The patent relates to improvements insecurity substrates for security documents.
Brief outline of the case
The OD decided that claim 1 as granted was lacking N over D1=WO2004/056582 not mentioned in the ISR established by the EPO.
The patent was maintained according to AR6.
Both the opponent and the proprietor appealed the OD’s decision.
The board confirmed that claim 1 as granted lacked N over D6.
The board considered that claim 1 of AR4 in appeal, corresponding to claim 1 as maintained by the OD, was lacking N over D6=US 5984191, as well not mentioned in the ISR established by the EPO.
Eventually the patent was revoked.
AR “not taken into account”
AR 1 and 2 were not admitted under Art 13(2) RPBA20/21. In its decision the board held that AR1 and 2 were “not taken into account”.
AR 3 was also “not taken into account”. The board held that there was an amendment of the proprietor’s appeal case and referred to Art 13(1) RPBA20/21.
The amendment in AR5 was considered not suitable for addressing the issue of N in view of D6 and could not change the outcome. In that sense, the amended request failed to “relate to the case under appeal”. AR 5 was as well “not taken into account”.
AR 6-10 were considered not pending by the board.
The case is interesting in view of the reasons for which AR 5 was not “taken into account”.
The board’s position
AR 5 was filed, for the first time, in 2019, within the time period foreseen under Art 12(1) RPBA07 for the proprietor’s reply to the opponent’s statement of grounds of appeal as AR 7.
The catchword in decision T 620/19
The board found it necessary to specify the following in the catchword.
A characteristic employed in the prior art concerned was introduced to the claims as a limitation. This amendment was not suitable for addressing the fundamental N issue in the case. In that sense, the amended claim set (auxiliary request 5) did “not relate to the case under appeal” and was “not taken into account” under Article 12(4) RPBA07.
Not taking into account under RPBA07 or 20/21
The procedural reasons brought forward by the board for “not taking into account” AR5 are somehow surprising.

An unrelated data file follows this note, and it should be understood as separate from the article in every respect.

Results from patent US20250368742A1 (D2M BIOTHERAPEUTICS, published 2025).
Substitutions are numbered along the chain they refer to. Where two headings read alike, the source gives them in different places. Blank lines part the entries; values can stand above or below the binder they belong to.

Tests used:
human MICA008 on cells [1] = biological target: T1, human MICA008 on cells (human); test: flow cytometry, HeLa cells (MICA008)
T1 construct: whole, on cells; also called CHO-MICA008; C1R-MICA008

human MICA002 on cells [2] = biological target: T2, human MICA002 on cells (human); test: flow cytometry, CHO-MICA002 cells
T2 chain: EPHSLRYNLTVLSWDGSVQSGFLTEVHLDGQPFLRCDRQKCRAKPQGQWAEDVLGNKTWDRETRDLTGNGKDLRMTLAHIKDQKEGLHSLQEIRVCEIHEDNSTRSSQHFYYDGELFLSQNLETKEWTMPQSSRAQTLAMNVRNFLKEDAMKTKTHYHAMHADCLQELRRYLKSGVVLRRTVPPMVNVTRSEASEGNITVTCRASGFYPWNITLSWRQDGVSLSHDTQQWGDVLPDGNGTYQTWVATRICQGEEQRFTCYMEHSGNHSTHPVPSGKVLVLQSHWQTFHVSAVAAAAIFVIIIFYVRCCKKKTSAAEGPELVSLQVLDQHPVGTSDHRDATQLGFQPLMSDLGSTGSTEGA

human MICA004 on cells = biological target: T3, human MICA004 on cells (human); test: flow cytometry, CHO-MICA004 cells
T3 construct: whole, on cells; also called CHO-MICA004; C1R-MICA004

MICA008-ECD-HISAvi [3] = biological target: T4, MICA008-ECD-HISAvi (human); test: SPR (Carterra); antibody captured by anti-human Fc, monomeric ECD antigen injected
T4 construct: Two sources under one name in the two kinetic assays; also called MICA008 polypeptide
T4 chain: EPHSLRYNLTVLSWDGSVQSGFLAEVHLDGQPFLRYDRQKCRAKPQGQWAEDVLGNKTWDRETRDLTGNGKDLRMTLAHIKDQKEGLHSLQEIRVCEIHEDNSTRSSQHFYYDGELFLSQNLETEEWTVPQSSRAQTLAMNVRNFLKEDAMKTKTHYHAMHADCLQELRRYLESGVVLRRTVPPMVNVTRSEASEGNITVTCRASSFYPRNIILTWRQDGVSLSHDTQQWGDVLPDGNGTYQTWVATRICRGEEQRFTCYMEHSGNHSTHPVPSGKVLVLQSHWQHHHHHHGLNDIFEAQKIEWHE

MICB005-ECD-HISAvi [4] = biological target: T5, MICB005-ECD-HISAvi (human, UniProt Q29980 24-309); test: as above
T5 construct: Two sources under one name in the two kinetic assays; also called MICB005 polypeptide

As AR5 was filed in reply to the opponent’s statement of grounds of appeal, there is prima facie no procedural reason why it should not have been admitted.
The RPBA07 as well as the RPBA20/21 do not provide that requests are “not taken into account”. They are either admitted or not.
Strictly speaking, the wording “not taken into account” can be found in Art 13(2) RPBA20/21. This is due to the special situation that, at the third level of convergence, any submission by a party, is in principle filed, but not considered. In application of the exceptions provided for in Art 13(2) RPBA20/21, the boards eventually decide to admit or not a request or a piece of prior art. At the first or second level of convergence, requests or documents relating to prior art are admitted or not. There is no question of “not taking into account” requests. They are like at the third level of convergence admitted or not.
The present board can thus be considered having created a new set of rules according to which a request will not be discussed by a board. It is doubtful that the board is empowered to do so. Actually the board’s position boils down to introduce a condition similar to Art 13(1) RPBA20/21 in the RPBA07.
To my knowledge, it is the first time that a board introduces such a rule in the RPBA07 by which it is allowed “not to take into account” requests if it considers that the requests “do not relate to the case under appeal”.
Under the RPBA07, amendments to a party’s case are only defined in Art 13 RPBA07. There is no link to Art 12(4) RPBA07.
As AR5 was filed in reply to the appeal of the opponent it is difficult to see in how far it does not relate to the appeal procedure
Proper reason why AR5 could not be successful
As acknowledged by the board, a characteristic employed in the prior art concerned was introduced to the claims as a limitation.
There is a series of decisions according to which what is disclosed in connection with background art is not part of the invention. It infringes Art 123(2) when added to the claim. It can neither support N nor IS.
AR 5 could thus have been easily dismissed for substantive reasons and not for the rather flimsy procedural reasons defined by the board.
On the procedure
It is to be noted that the ISR established by the EPO mentioned 4 X documents, but none of the documents which led to the revocation of the patent.
The patent EP 2 545 489 bears the IPC classification symbols G06K 1/12, G06K 19/06 (2006.01), G06K 19/08, all from 2006.01. The CPC classification symbols are B42D25/29, G06K1/125, G06K19/06187.
D1=WO2004/056582 bears the IPC symbols B42D15/00, G07D7/12, (IPC1-7): B42D15/00 and the CPC symbols B42D2033/06, B42D25/29, B42D25/382.
D6=US5984191 bears the IPC symbols G06K19/06, G06K19/12, (IPC1-7): G06K19/06 and the CPC symbols G06K19/06187, G06K19/06196, G06K19/12.
The fact that 4X documents were found during the search, most probably led the search examiner to bring the search to an end.
As the patent was maintained in amended form by the OD, but the patent was eventually revoked by the board, the OD’s decision belongs to the 50+% of published decisions of the boards of 2023 in which the OD’s decision was set aside.